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  • Machining robot Flexmatik.
    © Fraunhofer IFAM

    Manufacturers generally must offer high-quality products at low prices in order to remain competitive. Three Fraunhofer Institutes are therefore working on the next generation of ndustrial robots which will facilitate cost-effective production rocesses. The researchers are focusing on developing a new kinematics for milling lightweight materials, metals, and steels. he aim: achieving a production tolerance of just 0.1 millimeters all over the robot workspace starting with the very first component.

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  • Complicated can also be made easy. Lost Foam is the innovative way to produce the most complex components more easily, cost-effectively and efficiently. The versatile process is booming, not only in Asia. From November 7 to 8, a top-class symposium on lost foam casting will take place at the Atlantic Hotel Universum in Bremen, with speakers from all over the world, a specific exchange of knowledge and the presentation of the Lost Foam Council Award 2018.

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  • The mobile robot is processing the tail-fin of an Airbus 320 aircraft.
    © Fraunhofer IFAM

    In aircraft manufacturing, much of the milling, drilling and assembly is still done by hand. This is because the raw components vary not only in size and design, but also in shape accuracy. Small differences are unavoidable in extremely lightweight and elastic materials, which poses a challenge for automated processing. Working with an industrial consortium, Fraunhofer researchers have now developed a mobile robot that is able to handle these high requirements – the only robot in the world with this capability.

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  • Binder for lignin-based paints / 2018

    A step towards independence from fossil resources

    Bremen / 2.2.2018

    Lignin is a real alternative to fossil resources in the manufacture of primers and adhesives.
    © Fraunhofer IFAM

    Instead of happening as a result of one big discovery, independence from fossil resources will most likely take place gradually. Researchers at the Fraunhofer Institute for Manufacturing Technology and Advanced Materials IFAM in Bremen have succeeded in taking another step in this direction. The scientists are now able to produce a paint primer on the basis of lignin, which, for example, can be obtained from plant residues. It is free of petrochemical raw materials and therefore has a significantly improved CO2 balance.

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  • Partners from industry and science met on Nov. 14, 2017 for the kick-off of the Fraunhofer futureAM focus project in Aachen.
    © Fraunhofer ILT, Aachen, Germany / Andreas Steindl

    On November 14th, 2017, the Fraunhofer focus project, futureAM, was launched in Aachen under the auspices of the Fraunhofer Institute for Laser Technology ILT. Six project partners – the Fraunhofer Institutes ILT, IWS, IWU, IGD and IFAM as well as the LZN Laser Zentrum Nord – have set themselves a clear goal: Over the next three years, they will work closely together to secure the prerequisites for significant technological leaps in additive manufacturing with metallic materials (metal AM).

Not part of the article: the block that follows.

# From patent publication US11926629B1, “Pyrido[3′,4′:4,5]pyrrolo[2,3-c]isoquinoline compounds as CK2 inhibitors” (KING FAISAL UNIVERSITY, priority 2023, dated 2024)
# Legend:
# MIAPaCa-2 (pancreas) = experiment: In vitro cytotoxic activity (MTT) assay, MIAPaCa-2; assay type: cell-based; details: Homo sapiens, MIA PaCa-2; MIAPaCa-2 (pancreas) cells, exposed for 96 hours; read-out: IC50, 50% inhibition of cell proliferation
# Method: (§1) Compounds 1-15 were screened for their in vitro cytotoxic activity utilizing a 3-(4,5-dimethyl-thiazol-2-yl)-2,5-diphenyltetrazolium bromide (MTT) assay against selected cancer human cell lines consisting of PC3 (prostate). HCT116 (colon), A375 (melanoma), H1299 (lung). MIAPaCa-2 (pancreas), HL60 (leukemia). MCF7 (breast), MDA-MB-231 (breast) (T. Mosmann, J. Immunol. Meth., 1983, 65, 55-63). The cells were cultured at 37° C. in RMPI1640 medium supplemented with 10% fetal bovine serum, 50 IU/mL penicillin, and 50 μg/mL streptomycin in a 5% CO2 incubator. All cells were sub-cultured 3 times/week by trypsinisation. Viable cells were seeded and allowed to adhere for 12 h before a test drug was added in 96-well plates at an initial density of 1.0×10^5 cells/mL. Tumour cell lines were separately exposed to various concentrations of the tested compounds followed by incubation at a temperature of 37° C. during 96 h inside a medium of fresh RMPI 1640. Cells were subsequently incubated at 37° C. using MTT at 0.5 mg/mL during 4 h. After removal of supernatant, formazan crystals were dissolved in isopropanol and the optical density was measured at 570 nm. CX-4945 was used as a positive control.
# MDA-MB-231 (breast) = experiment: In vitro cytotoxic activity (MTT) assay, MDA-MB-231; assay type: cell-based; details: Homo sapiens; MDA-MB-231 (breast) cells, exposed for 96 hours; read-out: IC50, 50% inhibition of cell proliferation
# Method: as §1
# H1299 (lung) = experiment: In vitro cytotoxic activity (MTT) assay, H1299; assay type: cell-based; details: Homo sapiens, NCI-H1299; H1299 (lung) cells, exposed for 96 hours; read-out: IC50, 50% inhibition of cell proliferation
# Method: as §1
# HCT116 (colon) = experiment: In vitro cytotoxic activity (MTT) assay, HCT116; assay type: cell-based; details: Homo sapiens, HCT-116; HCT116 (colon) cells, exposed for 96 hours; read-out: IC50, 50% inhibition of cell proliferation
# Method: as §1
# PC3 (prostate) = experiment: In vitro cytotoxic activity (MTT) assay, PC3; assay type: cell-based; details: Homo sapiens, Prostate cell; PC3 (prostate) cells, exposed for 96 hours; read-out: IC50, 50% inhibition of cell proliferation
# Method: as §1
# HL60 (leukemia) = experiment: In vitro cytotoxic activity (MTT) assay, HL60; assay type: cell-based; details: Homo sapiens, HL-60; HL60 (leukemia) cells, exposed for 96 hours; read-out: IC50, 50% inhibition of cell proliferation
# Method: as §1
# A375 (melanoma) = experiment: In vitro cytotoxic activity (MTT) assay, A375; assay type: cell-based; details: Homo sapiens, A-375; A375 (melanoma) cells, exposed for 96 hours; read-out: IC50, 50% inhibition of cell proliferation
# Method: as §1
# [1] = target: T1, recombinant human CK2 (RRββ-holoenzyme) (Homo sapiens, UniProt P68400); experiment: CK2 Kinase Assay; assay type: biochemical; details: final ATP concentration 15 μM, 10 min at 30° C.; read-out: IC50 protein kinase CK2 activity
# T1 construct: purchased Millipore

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  • © Fraunhofer IFAM

    Preventing corrosion and its consequences is a key issue in most industries because the cost of corrosion in Germany alone amounts to billions of euros. In addition, the marine growth on surfaces is a huge challenge for shipping, offshore wind turbines, and underwater steel structures. Fraunhofer IFAM has many years of experience developing effective corrosion protection systems and antifouling strategies. In order to further enhance the institute’s expertise in this area, outdoor weathering test stands have been acquired to augment existing test facilities and key personnel with the requisite know-how have been added to the maritime technologies team.

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  • © Fraunhofer IFAM

    Lightweight design is increasingly applying trend-setting hybrid structures made of fiber composite materials and lightweight metal alloys, combining the advantages of both types of materials in hybrid construction techniques. In the current state of the art, the joints are bonded or riveted. In recent years at Fraunhofer IFAM, a new type of joining technology has been developed for various types of hybrid joints in high pressure die casting. In comparison with conventional joining techniques, the cast parts have advantages in package size, lower weight, and galvanic isolation. In order to use the hybrid cast components safely, three institutes in the Fraunhofer Gesellschaft are working together to research testing concepts to support industrial series production of these hybrid components.

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